THURSDAY CARDINAL COUPLE:
-Bria Smith's 12 points lead Cards past Friars
The Lady Cards used a 16-2 first half run to pull away from the Providence Friars and survived a rough spot to take the win in front of 7987 fans in the KFC YUM! Center Wednesday night.
Starters: Vails, Warren, Shoni, Smith and Burke
Louisville was in a battle with Providence the first five minutes of this one...leading 7-6 after Lola Wells laid in a layup with 15:22 to go in the first half. At the 8:18 mark, the Cards enjoyed a 23-8 lead. Smith got the run started with a jumper in the paint. Sherrone Vails connected on a layup next and added a free throw to increase the margin to six. Shawnta Dyer scored in the paint to make it 14-6 with 13:19 left. After a Providence score, the Lady Cards took off again. Two Becky Burke free throws, two straight layups from Asia Taylor and a three from Burke had Louisville up 23-8 with eight minutes left in the first half.
Then...came the drought.
Providence responded with a 11-0 run over the next seven and a half minutes, aided by seven UofL turnovers, to close to 23-19 when Alicia Cropper hit a jumper with 1:34 remaining. Louisville needed to stem the tide and got the answer from Nita Slaughter...who canned a three with 37 second left in the half. The Cards took the 26-19 lead into the locker room at half.
Louisville shot a surprising 43.5% in the first twenty, despite the drought. Burke led Louisville with eight points...the Cards played everyone but Sara Hammond in the first half and held Providence leading scorer Teya Wright to zero points, on 0-2 shooting in 15 minutes.
Louisville saw their lead drop to five at 15:53 in the second stanza when Wright hit a free throw...completing the last of her three points for the contest. UofL responded with a 11-3 run, though...and led 41-28 after Dyer connected inside at the 13:19 mark.
Providence would hang in stubbornly for the next six minutes...trailing 52-43 with 7:01 to go...but the Cards sealed the deal with a game ending 12-5 run the rest of the way...leading 64-46 after a Taylor layup with 33 seconds left.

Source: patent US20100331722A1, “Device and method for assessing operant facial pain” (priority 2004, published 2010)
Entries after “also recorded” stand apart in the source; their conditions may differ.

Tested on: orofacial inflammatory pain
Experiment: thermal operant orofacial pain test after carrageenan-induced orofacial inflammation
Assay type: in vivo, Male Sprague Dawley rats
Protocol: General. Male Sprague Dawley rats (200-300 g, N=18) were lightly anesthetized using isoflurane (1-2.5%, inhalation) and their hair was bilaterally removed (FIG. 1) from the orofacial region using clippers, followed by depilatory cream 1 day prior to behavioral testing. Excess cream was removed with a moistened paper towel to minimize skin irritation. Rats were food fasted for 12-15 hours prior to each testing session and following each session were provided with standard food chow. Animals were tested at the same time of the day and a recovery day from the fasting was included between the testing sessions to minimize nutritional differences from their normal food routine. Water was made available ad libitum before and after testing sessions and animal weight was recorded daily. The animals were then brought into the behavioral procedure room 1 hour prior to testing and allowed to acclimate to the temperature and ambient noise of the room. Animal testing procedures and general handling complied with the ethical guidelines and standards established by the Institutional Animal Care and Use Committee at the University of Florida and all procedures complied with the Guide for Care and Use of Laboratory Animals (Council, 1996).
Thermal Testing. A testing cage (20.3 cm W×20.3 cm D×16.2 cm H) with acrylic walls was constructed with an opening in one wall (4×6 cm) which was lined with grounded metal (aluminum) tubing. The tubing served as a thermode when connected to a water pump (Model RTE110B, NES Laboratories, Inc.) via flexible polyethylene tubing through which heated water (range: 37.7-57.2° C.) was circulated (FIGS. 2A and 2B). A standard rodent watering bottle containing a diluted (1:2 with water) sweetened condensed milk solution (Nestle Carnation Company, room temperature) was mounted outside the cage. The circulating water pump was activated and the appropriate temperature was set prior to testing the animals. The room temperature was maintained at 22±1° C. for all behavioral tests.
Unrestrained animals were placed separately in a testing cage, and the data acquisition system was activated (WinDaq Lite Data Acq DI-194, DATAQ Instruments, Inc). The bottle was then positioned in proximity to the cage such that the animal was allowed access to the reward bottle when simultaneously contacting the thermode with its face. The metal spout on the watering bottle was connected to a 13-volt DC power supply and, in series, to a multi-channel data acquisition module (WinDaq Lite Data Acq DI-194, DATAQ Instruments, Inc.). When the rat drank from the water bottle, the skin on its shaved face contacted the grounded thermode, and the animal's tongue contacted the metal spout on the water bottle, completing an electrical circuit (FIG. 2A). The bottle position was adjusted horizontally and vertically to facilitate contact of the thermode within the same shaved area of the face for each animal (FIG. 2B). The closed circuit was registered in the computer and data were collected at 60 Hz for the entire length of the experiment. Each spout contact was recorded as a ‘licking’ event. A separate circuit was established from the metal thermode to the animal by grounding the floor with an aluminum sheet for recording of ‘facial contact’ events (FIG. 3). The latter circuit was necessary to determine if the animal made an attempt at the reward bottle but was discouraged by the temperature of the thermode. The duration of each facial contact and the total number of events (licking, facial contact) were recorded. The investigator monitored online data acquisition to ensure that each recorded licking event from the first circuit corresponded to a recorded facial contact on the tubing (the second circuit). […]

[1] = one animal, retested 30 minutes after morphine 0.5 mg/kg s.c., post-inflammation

Besides Smith's 12, Burke hit double figures with 11 and Nita Slaughter showed up with 10 points in 18 minutes. Asia Taylor turned in a big effort for the Lady Cards with eight points on 4-6 shooting and 10 rebounds in 14 minutes.
The Cards go to 15-4 with the win...and 4-2 in conference. Louisville ended up shooting 52.1% for the game and 6-15 from trifecta land.
Georgetown next on Sunday in DC.
WHAT WE LIKED:
-Hot shots....Louisville shot 52.1% for the game, despite taking 12 less shots than the Hoyas. All those who scored were 40% or better from the field except Shoni (2-8)
-Overcoming the 'stop Shoni syndrome'. The Friars employed a chaser and had Shoni bottled up most of the night. The Lady Cards responded well, though...finding the open player and getting balanced scoring. Shoni got five assists out of the deal, as well.
-Asia's influence. This may have been her best effort of the year. Two points away from a double-double with eight points, ten boards, two blocks and no fouls or turnovers in 14 minutes. Atta-girl #31! Keep those kind of efforts coming!
THINGS TO WORK ON:
-Consistency. Ask Jeff Walz and he'll tell you the same. The 7 1/2 minute stretch with no points was tedious and, at times, downright embarrasing. Walz did seven substitutions in the abyss...finally Slaughter mailed a three in and the crisis was over.
-Charity tosses. Louisville is usually a 70% + FREE THROW shooting squad. Last night they were 8-13 (61.5%) No player atempted more than three. The "bigs" tried six, the rest seven. The rest win...making six of the seven.
Minutes played. Shoni 39, Burke 29, Smith 28, Vails 23, Slaughter 18, Dyer 18, Warren 17, Taylor 14, Jude 5, Hammond 5, Harper 4.
Cards won the points in paint battle 32-22. PC had 20 points off of 19 Louisville turnovers...Louisville 19 points off of 11 turnovers. The Lady Cards got nine second chance points, PC seven. PC had eight fast break points, Louisville six. Louisville got 25 bench points ( Slaughter 10, Taylor 8 and Dyer 7).